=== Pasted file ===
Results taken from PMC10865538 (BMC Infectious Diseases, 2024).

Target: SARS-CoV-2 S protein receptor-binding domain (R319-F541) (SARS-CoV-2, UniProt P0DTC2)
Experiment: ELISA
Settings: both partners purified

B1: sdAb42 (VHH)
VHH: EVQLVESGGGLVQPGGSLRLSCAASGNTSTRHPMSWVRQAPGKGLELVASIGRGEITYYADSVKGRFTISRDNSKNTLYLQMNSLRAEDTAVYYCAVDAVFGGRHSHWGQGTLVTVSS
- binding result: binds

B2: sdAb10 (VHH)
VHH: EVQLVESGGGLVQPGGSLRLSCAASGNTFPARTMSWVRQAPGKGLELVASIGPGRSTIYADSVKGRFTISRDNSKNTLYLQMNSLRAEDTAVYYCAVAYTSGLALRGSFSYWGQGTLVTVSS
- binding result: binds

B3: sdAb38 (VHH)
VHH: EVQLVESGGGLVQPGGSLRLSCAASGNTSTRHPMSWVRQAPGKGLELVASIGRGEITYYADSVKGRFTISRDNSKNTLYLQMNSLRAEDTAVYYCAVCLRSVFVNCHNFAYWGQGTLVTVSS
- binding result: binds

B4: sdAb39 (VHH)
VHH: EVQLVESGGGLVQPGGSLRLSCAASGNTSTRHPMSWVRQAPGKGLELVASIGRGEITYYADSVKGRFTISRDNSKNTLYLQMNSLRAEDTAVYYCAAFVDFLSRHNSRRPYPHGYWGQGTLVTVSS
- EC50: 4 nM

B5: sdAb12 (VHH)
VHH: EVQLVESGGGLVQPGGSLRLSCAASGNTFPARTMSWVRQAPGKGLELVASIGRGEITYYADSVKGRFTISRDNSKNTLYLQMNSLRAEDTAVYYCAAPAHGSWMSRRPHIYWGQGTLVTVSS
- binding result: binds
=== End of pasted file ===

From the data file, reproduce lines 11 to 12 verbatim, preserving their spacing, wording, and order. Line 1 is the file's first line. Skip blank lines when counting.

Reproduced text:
B3: sdAb38 (VHH)
VHH: EVQLVESGGGLVQPGGSLRLSCAASGNTSTRHPMSWVRQAPGKGLELVASIGRGEITYYADSVKGRFTISRDNSKNTLYLQMNSLRAEDTAVYYCAVCLRSVFVNCHNFAYWGQGTLVTVSS